A majority of the public is tolerant of physical discipline for children, a recent survey by a nongovernmental organization shows.

Of 20,000 respondents 20 or older surveyed online last July, 56.7 percent had a tolerant attitude toward physical discipline, including 1.2 percent who said it should be “actively imposed,” according to the survey results released by Save the Children Japan on Thursday.

The rest of the respondents said physical punishment can be accepted “if necessary” or “when there is no other way.”

In the meantime, of the 1,030 respondents with children, 70.1 percent said they had hit them for disciplinary purposes.

“Physical punishment is banned at school, but not at home and other places,” a Save the Children Japan official said. The NGO is calling for scrapping the parental right of discipline stipulated in the Civil Code.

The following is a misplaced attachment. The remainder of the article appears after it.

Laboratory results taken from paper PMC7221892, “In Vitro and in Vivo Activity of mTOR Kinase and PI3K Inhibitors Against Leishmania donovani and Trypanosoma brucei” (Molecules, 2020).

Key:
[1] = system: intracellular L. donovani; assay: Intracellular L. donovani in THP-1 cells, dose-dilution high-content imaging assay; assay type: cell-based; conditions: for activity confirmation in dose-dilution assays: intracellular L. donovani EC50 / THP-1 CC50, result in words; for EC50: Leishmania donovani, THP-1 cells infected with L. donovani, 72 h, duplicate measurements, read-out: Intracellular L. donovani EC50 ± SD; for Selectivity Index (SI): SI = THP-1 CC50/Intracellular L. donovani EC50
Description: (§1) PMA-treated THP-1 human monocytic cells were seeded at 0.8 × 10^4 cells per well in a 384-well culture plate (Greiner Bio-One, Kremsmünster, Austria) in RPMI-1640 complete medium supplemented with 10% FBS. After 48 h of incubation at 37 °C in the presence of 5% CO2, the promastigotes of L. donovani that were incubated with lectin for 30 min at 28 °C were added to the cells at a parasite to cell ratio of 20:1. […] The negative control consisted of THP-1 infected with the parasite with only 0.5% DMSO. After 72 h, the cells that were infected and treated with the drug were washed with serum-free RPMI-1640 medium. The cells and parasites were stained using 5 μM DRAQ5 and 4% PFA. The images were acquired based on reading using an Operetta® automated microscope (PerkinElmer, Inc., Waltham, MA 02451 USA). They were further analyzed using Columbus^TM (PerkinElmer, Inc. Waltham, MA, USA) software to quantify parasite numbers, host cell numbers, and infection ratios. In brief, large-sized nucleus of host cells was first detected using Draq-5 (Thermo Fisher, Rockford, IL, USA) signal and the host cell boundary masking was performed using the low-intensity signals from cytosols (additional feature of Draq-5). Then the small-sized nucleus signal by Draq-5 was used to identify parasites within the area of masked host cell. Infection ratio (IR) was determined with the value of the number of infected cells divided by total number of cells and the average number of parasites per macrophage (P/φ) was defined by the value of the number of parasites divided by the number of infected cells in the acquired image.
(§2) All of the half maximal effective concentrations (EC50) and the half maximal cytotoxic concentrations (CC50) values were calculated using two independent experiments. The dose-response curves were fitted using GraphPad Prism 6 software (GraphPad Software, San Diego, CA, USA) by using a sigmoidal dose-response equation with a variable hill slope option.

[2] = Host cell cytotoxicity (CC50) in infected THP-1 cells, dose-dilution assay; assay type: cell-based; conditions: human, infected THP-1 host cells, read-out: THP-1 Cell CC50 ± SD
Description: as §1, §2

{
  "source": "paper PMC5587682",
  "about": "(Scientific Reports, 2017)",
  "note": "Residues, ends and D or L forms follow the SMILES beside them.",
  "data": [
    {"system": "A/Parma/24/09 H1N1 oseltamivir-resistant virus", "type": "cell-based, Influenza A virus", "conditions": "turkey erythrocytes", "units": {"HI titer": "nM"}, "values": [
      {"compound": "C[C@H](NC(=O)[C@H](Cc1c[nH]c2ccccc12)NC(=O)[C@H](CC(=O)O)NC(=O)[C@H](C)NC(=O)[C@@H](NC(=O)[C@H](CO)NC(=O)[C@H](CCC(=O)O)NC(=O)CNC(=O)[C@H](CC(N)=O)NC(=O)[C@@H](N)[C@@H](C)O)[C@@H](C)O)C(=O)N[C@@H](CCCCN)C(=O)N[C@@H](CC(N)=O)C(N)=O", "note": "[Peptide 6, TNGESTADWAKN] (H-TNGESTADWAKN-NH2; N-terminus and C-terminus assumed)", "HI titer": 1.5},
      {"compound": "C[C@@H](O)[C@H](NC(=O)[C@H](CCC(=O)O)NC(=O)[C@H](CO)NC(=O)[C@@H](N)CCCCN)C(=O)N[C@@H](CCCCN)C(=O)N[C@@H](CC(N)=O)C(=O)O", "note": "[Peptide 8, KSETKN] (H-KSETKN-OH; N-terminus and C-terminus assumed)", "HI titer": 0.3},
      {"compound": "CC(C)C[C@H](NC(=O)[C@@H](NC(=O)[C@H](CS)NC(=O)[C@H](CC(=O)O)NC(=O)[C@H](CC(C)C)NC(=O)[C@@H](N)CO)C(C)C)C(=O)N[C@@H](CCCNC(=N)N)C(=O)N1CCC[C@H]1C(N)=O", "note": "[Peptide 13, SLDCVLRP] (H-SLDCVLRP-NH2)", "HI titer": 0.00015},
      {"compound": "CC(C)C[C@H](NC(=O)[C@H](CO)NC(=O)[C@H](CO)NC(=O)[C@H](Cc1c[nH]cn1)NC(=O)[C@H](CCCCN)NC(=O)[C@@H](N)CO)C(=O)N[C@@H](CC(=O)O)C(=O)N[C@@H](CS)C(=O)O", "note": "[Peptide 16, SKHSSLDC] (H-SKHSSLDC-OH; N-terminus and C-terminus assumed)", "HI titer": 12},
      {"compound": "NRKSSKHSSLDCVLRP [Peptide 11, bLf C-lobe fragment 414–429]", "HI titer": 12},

According to the health ministry, there are research results indicating that harsh physical punishment may shrink the region of the brain responsible for emotions by nearly 20 percent, and that verbal abuse may “distort” the region responsible for auditory function.

The survey also found that 60 percent of the 20,000 respondents think that hitting children is an acceptable form of discipline. Hitting the hips or backs of hands was even supported by 40 percent of the respondents who opposed physical discipline.

Nearly 60 percent said they would tolerate yelling at children and 50 percent said they would tolerate glaring.

Of the 1,030 respondents with children, 80 percent admitted to being irritated by children’s behavior and 60 percent said they had experienced difficulties raising them while working.

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